Thursday, April 22, 2010

Asinine TV Dinner Instructions

Two things jumped out at me from the instructions on the back of my Healthy Choice Cafe Steamers: General Tso's Spicy Chicken TV dinner.

CAREFULLY remove film from top as PRODUCT WILL BE HOT.
This is pretty standard, but it's still amusingly over-the-top. Anyone with the least bit of life experience knows that items placed in the microwave tend to heat up. (Also, why does CAREFULLY deserve to be in bold, but not PRODUCT WILL BE HOT?)

CHECK that product is cooked thoroughly. Internal temperature needs to reach 165 degrees F as measured by a food thermometer in several spots.
Wow. Some people are too lazy to cook, so they make TV dinners. Other people routinely check the temperature of their meals using a food thermometer in several spots. It's doubtful that there's any overlap between these two groups.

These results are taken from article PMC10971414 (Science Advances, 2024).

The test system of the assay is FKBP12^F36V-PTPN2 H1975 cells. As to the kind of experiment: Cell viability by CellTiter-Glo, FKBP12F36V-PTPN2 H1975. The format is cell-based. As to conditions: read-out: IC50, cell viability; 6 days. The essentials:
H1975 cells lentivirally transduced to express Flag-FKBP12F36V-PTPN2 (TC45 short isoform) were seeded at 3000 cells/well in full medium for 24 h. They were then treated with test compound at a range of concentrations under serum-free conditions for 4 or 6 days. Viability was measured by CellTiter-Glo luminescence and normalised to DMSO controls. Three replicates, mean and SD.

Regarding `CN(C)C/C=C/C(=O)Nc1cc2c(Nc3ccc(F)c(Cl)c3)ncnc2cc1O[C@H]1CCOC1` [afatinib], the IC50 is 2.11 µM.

These extremely cautious directions are no doubt a result of the 1994 McDonald's coffee lawsuit. Now, consumers have no one to blame but themselves. You can almost sense the committee of lawyers that oversaw the process. Why else would the directions always refer to your food as "product" instead of "food" or "meal"?

The most litigious among us are ruining it for the rest. There are tradeoffs between how useful and how legally thorough a set of directions can be. For the sake of an extremely small group of people, companies now have to err on the side of caution, sacrificing brevity and clarity for the majority of their customers.


Adam Gurri said...

The worse part is that even after putting all these ridiculous commonsense warnings on everything, it still doesn't protect the company when they get sued. In fact, even if they have a government granted certification of safeness of some sort, it doesn't help them in court.

Greg Finley said...

Yep. And the possibility of lawsuits decreases the expected profitability of being in the TV dinner business, making the "product" more expensive for all of us.